The most amazing thing to me is the muscle we’ve both put on. My husband was what you’d call skinnyfat all his life. 6’5, 195 pounds, with absolutely no muscle. Even though I was a weak, depressed vegetarian, I was stronger than him. Now, he’s lean and muscular with like a runner’s build. He’s almost completely lost his belly bulge and is starting to get some definition there instead.
As for me, even though I hadn’t lifted weights at all since becoming a low-carb exvegetarian, I put on a lot of muscle as well. I can feel new bulges in my arms and legs, and I don’t get winded as much when I’m lifting heavy things. I thought all the “experts” said you can’t gain muscle and lose weight at the same time!
My husband started at 195 and is now about 178. Like I said, he’s lost almost all of his flabby tummy and the flabbiness around his face and arms. He looks awesome, and I know for a fact that he’s eating more now than he did before. He doesn’t suffer from severe coldness much anymore, and if he does, he’ll eat something really fatty and that helps him get warm again.
I’ve only lost about ten pounds, taking me back down to 185. But for me, it’s not about the weight. It’s about my fingernails, my energy, my good mood, no longer having to eat ever two hours, no longer feeling obsessed about food, no longer having crippling wrist pain, or awful IBS, or tons of pimples. It’s about eating real whole food that makes me feel like a real whole person. Besides, why do all women have to be stick thin? I think round curvy women are beautiful.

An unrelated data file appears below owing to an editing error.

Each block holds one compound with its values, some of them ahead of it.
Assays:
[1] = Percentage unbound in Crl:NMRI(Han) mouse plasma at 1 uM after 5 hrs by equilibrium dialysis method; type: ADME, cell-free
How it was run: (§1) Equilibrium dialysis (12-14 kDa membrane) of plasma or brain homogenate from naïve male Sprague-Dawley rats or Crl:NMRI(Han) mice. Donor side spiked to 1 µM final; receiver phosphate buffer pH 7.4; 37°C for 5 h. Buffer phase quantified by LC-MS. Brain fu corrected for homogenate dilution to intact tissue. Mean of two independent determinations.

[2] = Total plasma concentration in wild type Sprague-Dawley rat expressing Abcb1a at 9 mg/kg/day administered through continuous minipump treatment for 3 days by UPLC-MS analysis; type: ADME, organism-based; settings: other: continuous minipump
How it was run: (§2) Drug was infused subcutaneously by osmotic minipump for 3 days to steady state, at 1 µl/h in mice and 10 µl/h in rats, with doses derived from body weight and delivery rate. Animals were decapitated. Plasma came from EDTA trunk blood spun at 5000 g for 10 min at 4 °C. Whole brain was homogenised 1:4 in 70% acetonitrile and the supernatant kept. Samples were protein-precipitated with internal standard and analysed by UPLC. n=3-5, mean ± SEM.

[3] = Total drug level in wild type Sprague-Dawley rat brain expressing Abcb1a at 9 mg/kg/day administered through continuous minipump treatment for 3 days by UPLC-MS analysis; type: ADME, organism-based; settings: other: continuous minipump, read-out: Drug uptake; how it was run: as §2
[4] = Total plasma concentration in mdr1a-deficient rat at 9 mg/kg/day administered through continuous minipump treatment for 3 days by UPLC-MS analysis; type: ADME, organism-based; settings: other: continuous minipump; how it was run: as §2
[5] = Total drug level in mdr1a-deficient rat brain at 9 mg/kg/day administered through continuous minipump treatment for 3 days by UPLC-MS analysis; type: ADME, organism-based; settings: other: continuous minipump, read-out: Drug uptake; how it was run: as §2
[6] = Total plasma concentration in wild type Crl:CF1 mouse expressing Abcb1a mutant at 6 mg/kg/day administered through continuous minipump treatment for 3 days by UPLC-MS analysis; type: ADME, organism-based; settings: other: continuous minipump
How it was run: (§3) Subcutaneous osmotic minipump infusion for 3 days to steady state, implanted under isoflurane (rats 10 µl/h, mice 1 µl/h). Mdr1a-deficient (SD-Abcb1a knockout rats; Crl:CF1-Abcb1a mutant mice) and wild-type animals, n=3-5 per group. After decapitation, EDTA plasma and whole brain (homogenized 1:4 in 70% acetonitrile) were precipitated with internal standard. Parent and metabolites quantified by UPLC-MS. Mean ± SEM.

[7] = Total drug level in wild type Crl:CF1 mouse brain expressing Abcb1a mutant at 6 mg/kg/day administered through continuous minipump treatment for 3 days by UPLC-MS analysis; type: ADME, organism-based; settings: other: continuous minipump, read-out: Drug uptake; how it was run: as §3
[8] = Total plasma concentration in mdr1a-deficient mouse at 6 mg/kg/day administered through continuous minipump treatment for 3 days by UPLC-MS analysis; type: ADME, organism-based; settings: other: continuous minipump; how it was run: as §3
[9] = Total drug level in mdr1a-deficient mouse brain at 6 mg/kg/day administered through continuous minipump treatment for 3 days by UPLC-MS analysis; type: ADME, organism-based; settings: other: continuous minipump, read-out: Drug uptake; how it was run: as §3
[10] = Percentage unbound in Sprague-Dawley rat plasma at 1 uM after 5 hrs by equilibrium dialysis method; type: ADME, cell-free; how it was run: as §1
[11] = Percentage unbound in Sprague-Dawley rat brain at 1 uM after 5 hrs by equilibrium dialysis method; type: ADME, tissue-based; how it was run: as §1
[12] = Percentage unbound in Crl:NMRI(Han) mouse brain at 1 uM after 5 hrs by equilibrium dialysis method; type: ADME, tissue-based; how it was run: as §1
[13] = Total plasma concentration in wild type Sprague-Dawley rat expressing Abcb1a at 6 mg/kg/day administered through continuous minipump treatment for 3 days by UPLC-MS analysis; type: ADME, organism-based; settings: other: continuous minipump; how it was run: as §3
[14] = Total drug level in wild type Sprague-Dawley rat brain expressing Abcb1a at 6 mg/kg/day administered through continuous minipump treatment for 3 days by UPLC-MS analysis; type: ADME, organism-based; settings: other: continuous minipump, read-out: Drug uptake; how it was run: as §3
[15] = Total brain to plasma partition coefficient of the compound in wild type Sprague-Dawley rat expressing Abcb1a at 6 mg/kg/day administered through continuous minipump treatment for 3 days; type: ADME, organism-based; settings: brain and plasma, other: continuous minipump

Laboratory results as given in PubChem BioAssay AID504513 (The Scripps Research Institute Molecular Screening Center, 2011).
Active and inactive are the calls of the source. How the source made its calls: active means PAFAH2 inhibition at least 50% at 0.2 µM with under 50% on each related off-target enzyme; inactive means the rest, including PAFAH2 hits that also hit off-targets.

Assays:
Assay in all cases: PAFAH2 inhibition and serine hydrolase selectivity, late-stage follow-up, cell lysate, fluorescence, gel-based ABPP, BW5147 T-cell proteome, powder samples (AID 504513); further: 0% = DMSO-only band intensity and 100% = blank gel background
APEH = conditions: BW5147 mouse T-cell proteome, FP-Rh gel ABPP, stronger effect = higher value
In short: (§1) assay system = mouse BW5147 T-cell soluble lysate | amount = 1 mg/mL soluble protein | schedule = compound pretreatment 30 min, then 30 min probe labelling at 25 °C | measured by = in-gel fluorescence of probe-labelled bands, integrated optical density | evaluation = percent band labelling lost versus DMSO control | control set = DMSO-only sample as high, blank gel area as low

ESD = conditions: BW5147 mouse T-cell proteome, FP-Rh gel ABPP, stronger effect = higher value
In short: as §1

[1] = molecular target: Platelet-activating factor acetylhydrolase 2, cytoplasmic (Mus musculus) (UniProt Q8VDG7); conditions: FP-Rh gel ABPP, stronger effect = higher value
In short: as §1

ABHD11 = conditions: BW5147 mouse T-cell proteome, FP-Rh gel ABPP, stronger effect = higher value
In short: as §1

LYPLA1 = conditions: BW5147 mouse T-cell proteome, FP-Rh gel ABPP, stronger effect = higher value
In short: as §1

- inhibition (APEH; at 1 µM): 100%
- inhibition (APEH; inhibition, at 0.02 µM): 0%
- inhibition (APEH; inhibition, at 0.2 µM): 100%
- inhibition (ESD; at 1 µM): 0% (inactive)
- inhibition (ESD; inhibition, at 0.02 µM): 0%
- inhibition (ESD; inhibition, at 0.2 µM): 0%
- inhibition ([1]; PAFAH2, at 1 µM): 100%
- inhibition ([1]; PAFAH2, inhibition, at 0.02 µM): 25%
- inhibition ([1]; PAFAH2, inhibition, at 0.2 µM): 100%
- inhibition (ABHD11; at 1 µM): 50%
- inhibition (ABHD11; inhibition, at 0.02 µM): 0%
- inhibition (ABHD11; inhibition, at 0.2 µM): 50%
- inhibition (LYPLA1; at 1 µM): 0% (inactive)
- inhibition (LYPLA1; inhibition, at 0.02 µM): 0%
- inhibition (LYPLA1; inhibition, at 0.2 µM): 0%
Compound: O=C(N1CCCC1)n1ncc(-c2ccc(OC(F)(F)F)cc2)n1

We’ve been trying for a baby for the last year. Sometimes I fear we’ll never be able to conceive, but then I remind myself that my body is still healing from 14 years of malnutrition and carb-overload. And it’s all thanks to you, Tom.
I know this email has gone on forever already, but I also wanted to tell you that you’ve changed more lives than just mine and my husband’s. As we’ve improved and passed on info and shared books with our family and friends, they’ve been changing their diets, too. My hubby’s brother went low-carb and lost at least 20 pounds (probably more by now). My mom’s low-carb and has lost 11 pounds and isn’t taking her blood pressure meds anymore. My sister, who looks pregnant because she’s so fat, is seriously thinking about going low-carb. And even my mother-in-law, who is a complete and total carbivore, has cut out potatoes and pasta, and limits her sweets. Doesn’t that make you feel like a rock star?
Thanks again for all that you do. I hope you keep spreading the word. I know I will!
You’ve learned a valuable lesson, Julie: this isn’t just about weight loss. It’s about feeling great and being happy.
When people email me with their stories, I always offer to change their names if they prefer to remain anonymous. However, Julie has already gone public on her own blog, so with her permission, here’s the link to her blog. It’s a good one, so check it out.
Happy Memorial Day.